It would be days, if not hours before the fighting ceased.

Near midnight the Capolat siblings were met in battle. The force was spread between several areas with Sem taking position in the relatively small keep with a small portion of warriors and Haley commanding a force of cavalry, ballista and archers on the rocky hills. Rynforth had not a single horse amongst his men aside from those being used to carry siege equipment and his men wore nothing better than leather or chain mail armour. He took his men and positioned them to the south of the keep, just out of range of the archers and too far away for their unpredictable ballista and catapults. His orders were to take up a defensive position for his siege weapons, with his medium infantry protecting them as they advanced into range. Meanwhile his remaining warriors (himself included) would advance towards the soldiers positioned on the hills as quickly as possible. The plan was not terribly clever or even effective, but as Rynforth had proven in the past he was an able commander and could pull off even the most ridiculous plans.

The ensuing carnage resulted in him personally killing Haley and her warhorse and an estimated 600 others. Of course, reports are expected to be greatly exaggerated-especially because the only people who survived to tell the tale were on his side-but divine workings have been hinted at throughout Rynforth’s entire documented life.
The battle ended with the death of Frederick Barneln, commander of the Capolat’s first great sword regiment and was announced by the eerie cry of a wolf. In the aftermath, Rynforth was paraded back to Lorim via the main path (which has since been renamed the Path to Glory) and back to Endeldor to be crowned.


First Post
Aging paper to make it look old for Maps, Scrolls, and Books.

1. Take a small bowl, like a soup bowl, and put several Tablespoons of coffee in it. Add water and let in sit for an hour. Stir a few times through out the hour. Note: All the coffee grouds will not soak into the water (the nature of coffee) and this is fine.

2. Heat oven to 250 degrees

3. Take a cookie sheet (teflon is the best) and place the pages onto the cookie sheet.

4. Take a Barbeque brush (or a wide paint brush) and dip into the coffee.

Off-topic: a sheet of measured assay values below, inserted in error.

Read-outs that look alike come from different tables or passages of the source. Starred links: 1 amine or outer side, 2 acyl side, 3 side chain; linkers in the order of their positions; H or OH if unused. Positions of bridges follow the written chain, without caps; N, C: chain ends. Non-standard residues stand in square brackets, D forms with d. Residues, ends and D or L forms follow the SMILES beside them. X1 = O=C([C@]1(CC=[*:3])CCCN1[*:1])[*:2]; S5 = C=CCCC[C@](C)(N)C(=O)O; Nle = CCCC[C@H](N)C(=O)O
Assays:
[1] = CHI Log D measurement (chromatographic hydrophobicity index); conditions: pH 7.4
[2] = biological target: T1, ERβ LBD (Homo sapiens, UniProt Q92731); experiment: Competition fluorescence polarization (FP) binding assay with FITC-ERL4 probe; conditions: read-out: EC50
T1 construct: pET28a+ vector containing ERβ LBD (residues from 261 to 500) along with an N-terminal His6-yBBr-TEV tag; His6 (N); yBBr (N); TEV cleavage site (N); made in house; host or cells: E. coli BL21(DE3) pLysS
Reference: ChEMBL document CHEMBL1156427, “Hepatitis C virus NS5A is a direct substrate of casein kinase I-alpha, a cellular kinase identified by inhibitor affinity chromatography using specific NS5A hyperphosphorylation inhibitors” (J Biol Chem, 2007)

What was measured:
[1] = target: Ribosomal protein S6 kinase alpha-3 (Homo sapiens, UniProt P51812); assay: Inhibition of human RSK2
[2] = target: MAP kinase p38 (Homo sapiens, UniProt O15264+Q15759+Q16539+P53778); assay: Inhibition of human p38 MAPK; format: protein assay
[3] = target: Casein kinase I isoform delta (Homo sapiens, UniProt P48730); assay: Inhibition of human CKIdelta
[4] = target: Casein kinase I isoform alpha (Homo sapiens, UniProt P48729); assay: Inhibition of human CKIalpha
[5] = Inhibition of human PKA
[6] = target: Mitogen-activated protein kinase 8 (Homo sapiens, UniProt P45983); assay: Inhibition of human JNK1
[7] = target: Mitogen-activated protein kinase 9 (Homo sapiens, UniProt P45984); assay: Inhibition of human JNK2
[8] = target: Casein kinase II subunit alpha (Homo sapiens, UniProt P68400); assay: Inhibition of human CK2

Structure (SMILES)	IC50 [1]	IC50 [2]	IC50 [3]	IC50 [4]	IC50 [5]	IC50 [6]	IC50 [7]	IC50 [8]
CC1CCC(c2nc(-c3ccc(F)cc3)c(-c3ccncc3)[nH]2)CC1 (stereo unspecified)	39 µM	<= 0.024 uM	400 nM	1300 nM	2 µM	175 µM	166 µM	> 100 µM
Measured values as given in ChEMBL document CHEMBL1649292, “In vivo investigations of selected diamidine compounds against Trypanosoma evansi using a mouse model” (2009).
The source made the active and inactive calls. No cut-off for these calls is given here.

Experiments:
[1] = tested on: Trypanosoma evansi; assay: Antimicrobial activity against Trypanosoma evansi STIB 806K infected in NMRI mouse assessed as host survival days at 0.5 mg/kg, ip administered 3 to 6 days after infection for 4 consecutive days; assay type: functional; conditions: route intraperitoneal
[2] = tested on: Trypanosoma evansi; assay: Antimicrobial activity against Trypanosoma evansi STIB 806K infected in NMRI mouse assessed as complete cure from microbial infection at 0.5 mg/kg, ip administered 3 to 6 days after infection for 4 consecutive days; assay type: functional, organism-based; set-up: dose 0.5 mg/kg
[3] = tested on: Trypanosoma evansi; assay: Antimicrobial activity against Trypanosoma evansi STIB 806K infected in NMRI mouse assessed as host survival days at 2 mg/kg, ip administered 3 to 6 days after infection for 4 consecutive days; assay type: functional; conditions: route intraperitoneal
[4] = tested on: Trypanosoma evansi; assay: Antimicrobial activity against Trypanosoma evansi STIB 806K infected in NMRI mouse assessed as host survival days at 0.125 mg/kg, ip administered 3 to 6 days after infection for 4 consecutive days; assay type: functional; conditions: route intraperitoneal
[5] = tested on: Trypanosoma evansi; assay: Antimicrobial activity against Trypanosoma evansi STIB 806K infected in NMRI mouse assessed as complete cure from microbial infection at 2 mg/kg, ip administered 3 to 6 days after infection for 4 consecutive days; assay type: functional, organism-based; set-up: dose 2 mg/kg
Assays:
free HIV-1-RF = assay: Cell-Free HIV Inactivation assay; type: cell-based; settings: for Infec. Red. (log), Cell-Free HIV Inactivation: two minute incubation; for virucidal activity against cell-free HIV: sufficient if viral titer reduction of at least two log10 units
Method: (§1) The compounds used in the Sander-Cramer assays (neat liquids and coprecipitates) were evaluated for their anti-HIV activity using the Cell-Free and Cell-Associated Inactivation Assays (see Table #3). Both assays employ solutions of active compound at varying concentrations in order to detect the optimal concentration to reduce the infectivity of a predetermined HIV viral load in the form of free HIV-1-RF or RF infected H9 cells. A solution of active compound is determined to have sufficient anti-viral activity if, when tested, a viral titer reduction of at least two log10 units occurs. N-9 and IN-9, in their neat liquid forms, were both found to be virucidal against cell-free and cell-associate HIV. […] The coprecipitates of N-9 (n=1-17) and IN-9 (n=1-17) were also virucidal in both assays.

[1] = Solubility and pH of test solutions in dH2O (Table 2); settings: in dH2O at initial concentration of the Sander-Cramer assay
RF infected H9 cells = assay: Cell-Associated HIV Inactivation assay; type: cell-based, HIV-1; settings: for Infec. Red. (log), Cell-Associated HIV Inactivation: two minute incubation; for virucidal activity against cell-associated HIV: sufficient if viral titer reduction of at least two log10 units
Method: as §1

5. Paint the coffee-water onto the pages. Do it several times if you need to make all of the pages wet. Don.t worry if there is some grounds on the pages.

6. Sprinkle some salt onto the pages

7. Cook sheets for about 10-15 minutes or when the pages look dry. Judge by eye.

8. Ignore the looks and commentary from Mrs. Nightcloak (this one is optional)

9. Remove and let cool. Dust remaining grounds off of pages.

10. When dry. Go outside, take a match, and burn a few edges for flavor. BECAREFUL, not only for your sake, but don't let the burning go crazy or you will lose a bunch of your hard work.

Some more thoughts:

Let it sit for a week to air out the coffee smell.

Soaking the pages and adding salt should cause circles in the pages or little cracks to help it look aged. You may need to experiment.

Experiment with placing little notes on the side and the burning the end of the message. The players will use their imaginations to complete the message. Kudos if it is an important clue they can go back and fill in later.

These are the results I got with a spellbook I made two years ago: Posted Pictures
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First Post
Heh...I'm waaay too lazy these days to write that much... LOL... most of my campaign stuff is in my head or the memories of players. I used to go all out, writing histories, cultures, races, drawing maps, etc. Not so much now. We get to play so very infrequently now it's really not worth the effort.

Nightcloak said:
I've got some stuff comming as well (for this thread and the Undermountain thread). I just need to catch up an RL first after some of the big posts I put out last week (those things eat up the extra time).
YAY!!! I'm not as useless as I seem! Now where's that damnable dancing smilie???



First Post
All I have to contribute really is a homemade Critical hit and fumble system for d20. It's pretty simple, though some of the weapon's rules have to modified a bit and you have to go back to using an old school table to match things up, but it's pretty quick and easy to use.